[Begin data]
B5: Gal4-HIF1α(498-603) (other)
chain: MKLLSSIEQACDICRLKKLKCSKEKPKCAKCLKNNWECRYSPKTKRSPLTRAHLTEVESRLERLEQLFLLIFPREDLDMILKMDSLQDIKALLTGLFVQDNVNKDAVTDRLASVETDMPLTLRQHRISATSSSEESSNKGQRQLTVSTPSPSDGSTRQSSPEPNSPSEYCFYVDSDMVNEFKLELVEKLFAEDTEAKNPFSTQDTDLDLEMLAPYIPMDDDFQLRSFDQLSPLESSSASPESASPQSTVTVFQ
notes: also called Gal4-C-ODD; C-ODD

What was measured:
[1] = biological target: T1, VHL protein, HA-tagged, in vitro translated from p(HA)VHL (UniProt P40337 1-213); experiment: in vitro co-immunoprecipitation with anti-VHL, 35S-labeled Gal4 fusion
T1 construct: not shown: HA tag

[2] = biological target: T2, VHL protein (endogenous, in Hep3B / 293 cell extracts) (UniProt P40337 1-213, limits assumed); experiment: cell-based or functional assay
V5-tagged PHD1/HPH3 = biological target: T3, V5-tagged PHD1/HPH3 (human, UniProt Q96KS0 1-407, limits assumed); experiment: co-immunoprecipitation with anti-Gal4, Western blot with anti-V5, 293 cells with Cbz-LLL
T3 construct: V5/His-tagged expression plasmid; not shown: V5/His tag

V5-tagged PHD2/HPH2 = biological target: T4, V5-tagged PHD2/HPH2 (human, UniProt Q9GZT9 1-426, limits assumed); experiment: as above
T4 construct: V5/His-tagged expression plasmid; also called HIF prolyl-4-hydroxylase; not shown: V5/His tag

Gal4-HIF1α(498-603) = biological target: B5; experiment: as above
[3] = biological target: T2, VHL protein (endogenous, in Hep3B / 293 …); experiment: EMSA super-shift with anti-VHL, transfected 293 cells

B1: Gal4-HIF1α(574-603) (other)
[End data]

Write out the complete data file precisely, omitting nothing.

B5: Gal4-HIF1α(498-603) (other)
chain: MKLLSSIEQACDICRLKKLKCSKEKPKCAKCLKNNWECRYSPKTKRSPLTRAHLTEVESRLERLEQLFLLIFPREDLDMILKMDSLQDIKALLTGLFVQDNVNKDAVTDRLASVETDMPLTLRQHRISATSSSEESSNKGQRQLTVSTPSPSDGSTRQSSPEPNSPSEYCFYVDSDMVNEFKLELVEKLFAEDTEAKNPFSTQDTDLDLEMLAPYIPMDDDFQLRSFDQLSPLESSSASPESASPQSTVTVFQ
notes: also called Gal4-C-ODD; C-ODD

What was measured:
[1] = biological target: T1, VHL protein, HA-tagged, in vitro translated from p(HA)VHL (UniProt P40337 1-213); experiment: in vitro co-immunoprecipitation with anti-VHL, 35S-labeled Gal4 fusion
T1 construct: not shown: HA tag

[2] = biological target: T2, VHL protein (endogenous, in Hep3B / 293 cell extracts) (UniProt P40337 1-213, limits assumed); experiment: cell-based or functional assay
V5-tagged PHD1/HPH3 = biological target: T3, V5-tagged PHD1/HPH3 (human, UniProt Q96KS0 1-407, limits assumed); experiment: co-immunoprecipitation with anti-Gal4, Western blot with anti-V5, 293 cells with Cbz-LLL
T3 construct: V5/His-tagged expression plasmid; not shown: V5/His tag

V5-tagged PHD2/HPH2 = biological target: T4, V5-tagged PHD2/HPH2 (human, UniProt Q9GZT9 1-426, limits assumed); experiment: as above
T4 construct: V5/His-tagged expression plasmid; also called HIF prolyl-4-hydroxylase; not shown: V5/His tag

Gal4-HIF1α(498-603) = biological target: B5; experiment: as above
[3] = biological target: T2, VHL protein (endogenous, in Hep3B / 293 …); experiment: EMSA super-shift with anti-VHL, transfected 293 cells

B1: Gal4-HIF1α(574-603) (other)